Chase Spence is one of over 4,000 Red Lake community members who are leaving their homes and possessions behind as he evacuates the area, due to a large and growing forest fire just a few kilometres south of the community.

“I was actually just getting off of work. My manager and I saw smoke on the horizon. It wasn’t huge, but it wasn’t normal. We honestly thought a plane might have crashed.”

Spence says he and his manager then went for a drive to investigate the smoke, before the Municipality of Red Lake and the Ministry of Natural Resources and Forestry reported the fire at just over a few hectares by Monday afternoon.

“I had a front-row seat from a distance from my house. I was seeing fire coming towards my doorstep. It was pretty overwhelming to see that much smoke and the size of it. It grew to over 400 hectares in just over an hour. Seeing that in real-time really opens your eyes.”

Spence says he then chose to stay at home with his family until the official evacuation notice was posted by municipal staff on Monday night. Another release from Red Lake staff on Tuesday says any residents who are still in the community should evacuate immediately, and flights to Thunder Bay have been secured.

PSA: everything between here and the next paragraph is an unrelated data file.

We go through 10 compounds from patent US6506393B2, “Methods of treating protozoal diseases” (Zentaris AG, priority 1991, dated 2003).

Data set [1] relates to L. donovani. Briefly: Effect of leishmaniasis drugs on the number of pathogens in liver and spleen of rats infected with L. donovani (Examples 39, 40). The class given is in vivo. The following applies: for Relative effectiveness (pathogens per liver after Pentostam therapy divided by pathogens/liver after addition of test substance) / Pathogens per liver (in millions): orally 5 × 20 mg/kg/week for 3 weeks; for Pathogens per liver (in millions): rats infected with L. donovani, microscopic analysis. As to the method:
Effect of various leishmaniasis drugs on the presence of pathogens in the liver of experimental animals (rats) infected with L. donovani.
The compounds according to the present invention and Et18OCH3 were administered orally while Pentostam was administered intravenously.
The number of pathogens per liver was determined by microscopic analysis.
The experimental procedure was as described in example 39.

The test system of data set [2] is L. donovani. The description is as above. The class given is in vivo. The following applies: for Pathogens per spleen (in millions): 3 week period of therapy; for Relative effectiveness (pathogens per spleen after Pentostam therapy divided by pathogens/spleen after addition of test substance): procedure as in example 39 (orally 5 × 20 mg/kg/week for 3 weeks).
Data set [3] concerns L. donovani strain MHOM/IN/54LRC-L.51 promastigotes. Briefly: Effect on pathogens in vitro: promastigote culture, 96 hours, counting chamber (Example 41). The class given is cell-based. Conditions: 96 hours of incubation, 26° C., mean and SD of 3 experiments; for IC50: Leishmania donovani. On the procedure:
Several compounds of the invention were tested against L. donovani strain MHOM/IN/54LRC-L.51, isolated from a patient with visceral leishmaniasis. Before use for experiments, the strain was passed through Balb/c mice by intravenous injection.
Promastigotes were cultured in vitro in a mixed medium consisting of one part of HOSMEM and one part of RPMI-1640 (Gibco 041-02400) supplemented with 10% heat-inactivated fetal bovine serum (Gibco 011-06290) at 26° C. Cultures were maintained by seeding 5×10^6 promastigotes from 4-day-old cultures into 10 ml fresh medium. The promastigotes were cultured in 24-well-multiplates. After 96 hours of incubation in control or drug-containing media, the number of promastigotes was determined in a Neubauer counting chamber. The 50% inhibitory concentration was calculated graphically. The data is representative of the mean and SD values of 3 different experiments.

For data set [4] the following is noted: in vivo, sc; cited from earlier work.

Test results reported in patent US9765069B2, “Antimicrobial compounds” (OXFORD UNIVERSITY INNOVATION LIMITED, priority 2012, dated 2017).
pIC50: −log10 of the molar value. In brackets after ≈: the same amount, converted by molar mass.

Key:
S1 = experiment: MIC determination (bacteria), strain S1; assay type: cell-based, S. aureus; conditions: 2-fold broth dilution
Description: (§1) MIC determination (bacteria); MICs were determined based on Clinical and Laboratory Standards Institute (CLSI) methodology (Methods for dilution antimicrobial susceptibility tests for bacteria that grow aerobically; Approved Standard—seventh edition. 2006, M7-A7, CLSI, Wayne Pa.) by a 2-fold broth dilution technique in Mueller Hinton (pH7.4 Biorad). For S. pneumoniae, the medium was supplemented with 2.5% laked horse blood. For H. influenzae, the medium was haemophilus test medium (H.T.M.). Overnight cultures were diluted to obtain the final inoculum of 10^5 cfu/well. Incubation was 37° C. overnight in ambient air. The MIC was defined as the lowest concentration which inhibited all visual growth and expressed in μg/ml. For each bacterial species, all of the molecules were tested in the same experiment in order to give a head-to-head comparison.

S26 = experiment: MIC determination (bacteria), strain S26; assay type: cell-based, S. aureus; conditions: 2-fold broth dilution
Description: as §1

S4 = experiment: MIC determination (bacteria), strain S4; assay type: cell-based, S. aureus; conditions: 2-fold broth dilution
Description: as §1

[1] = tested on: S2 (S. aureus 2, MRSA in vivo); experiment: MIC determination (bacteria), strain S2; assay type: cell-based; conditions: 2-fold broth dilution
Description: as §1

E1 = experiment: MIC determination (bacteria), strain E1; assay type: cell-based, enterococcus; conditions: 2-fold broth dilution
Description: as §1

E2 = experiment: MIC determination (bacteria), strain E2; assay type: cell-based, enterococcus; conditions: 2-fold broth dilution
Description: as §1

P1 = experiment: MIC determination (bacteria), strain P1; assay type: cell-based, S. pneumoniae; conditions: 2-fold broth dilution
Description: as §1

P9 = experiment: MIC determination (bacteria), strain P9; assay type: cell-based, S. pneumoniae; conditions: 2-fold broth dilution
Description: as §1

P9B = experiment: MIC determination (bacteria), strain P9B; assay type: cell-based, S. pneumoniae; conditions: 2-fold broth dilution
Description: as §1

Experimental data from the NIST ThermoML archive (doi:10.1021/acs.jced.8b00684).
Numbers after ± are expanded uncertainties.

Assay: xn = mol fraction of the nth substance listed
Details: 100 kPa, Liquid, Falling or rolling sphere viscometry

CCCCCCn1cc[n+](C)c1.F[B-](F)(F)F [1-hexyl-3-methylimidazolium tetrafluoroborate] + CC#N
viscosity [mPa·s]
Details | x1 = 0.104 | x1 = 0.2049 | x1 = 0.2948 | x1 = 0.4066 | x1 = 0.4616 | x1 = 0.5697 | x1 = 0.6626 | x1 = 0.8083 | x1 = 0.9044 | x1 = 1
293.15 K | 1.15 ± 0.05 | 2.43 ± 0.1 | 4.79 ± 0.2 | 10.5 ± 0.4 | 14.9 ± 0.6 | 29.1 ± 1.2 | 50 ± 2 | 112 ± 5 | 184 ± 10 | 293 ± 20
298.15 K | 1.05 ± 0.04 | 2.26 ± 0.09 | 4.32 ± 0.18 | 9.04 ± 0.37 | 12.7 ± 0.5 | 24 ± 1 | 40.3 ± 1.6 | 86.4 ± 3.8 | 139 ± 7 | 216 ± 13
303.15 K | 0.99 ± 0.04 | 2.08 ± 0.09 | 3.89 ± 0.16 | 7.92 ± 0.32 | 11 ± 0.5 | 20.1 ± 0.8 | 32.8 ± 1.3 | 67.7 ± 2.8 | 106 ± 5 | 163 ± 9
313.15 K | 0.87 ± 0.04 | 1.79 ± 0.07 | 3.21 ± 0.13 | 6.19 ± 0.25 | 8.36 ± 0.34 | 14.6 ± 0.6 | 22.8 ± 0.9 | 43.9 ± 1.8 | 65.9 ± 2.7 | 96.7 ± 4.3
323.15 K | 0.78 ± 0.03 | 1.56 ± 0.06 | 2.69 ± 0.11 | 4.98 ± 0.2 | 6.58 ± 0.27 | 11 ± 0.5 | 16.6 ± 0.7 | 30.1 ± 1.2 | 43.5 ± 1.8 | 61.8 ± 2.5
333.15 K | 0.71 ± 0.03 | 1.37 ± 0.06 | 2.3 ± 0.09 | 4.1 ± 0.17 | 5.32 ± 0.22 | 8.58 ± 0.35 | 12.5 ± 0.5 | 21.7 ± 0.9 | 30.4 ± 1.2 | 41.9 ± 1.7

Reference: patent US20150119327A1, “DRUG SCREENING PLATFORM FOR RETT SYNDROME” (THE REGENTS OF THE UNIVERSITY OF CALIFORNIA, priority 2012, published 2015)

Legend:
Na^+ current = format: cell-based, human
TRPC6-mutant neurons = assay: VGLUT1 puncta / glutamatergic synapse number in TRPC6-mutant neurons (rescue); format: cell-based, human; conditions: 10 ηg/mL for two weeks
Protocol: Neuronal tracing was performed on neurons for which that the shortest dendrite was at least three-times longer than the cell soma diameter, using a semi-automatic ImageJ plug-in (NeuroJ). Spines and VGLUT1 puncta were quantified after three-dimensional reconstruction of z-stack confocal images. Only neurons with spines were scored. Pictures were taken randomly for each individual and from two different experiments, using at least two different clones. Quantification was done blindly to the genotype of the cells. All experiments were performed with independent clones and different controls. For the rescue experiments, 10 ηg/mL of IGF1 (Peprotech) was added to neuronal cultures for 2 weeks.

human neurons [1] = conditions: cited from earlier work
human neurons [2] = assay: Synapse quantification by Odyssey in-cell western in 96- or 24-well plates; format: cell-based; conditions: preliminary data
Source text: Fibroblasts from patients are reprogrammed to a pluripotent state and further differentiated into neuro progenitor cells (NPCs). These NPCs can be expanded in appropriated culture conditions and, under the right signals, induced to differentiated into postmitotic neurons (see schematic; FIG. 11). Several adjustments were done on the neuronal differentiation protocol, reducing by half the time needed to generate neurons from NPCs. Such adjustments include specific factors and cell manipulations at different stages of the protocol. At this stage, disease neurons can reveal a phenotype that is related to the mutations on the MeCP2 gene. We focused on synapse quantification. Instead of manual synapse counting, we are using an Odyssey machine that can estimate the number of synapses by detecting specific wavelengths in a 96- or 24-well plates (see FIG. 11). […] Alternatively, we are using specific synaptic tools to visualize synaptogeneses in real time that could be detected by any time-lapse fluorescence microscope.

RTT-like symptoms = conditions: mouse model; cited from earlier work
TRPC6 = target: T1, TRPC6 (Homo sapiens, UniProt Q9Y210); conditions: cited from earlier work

“I feel that the evacuation notice was given out too late. We were overwhelmed that they waited so long to call the evacuation, especially with the Red Lake fire in 1980.”

Red Lake’s fire of 1980 was the largest aerial evacuation in Canadian history. Over 3,500 were evacuated by military aircraft to Winnipeg in 34 trips, every 20 minutes, starting in the middle of the night.

“When the evacuation was given out, the roads were bare. There was no one rushing. But the roads quickly began to flood with vehicles. I was shaking. People weren’t showing concern for other people. It was rushed. No one wants to be in that situation.”

However, Spence noted that once the initial chaos subsided, people were more hospitable while waiting in lines of traffic. He says he saw many acts of people offering water and supplies to those in need in other vehicles.

Spence and his family then arrived in Ear Falls where an acquaintance offered shelter, and emergency responders and volunteers were helping to assist with evacuation efforts. He noted that following COVID-19 restrictions was difficult for evacuees.

He noted that places to stay were slim at first, before a number of lodges and resorts opened their doors. Spence’s family is currently staying at the Andy Meyers Lodge in Vermilion Bay.

“Not too sure what will happen next. We’re going to take the next couple of days to relax and take it day-by-day. It’s a bad situation for everyone, but with the amount of support and hospitality across the region, it really puts everyone in a positive place.”

Spence helps run a neighbourhood watch group in the Red Lake and Madsen area, and he helped with initial messaging and evacuation notices for the community.

For more information:
VIDEO: Convoy fleeing Red Lake Fire 49
Red Lake secures immediate evacuation flights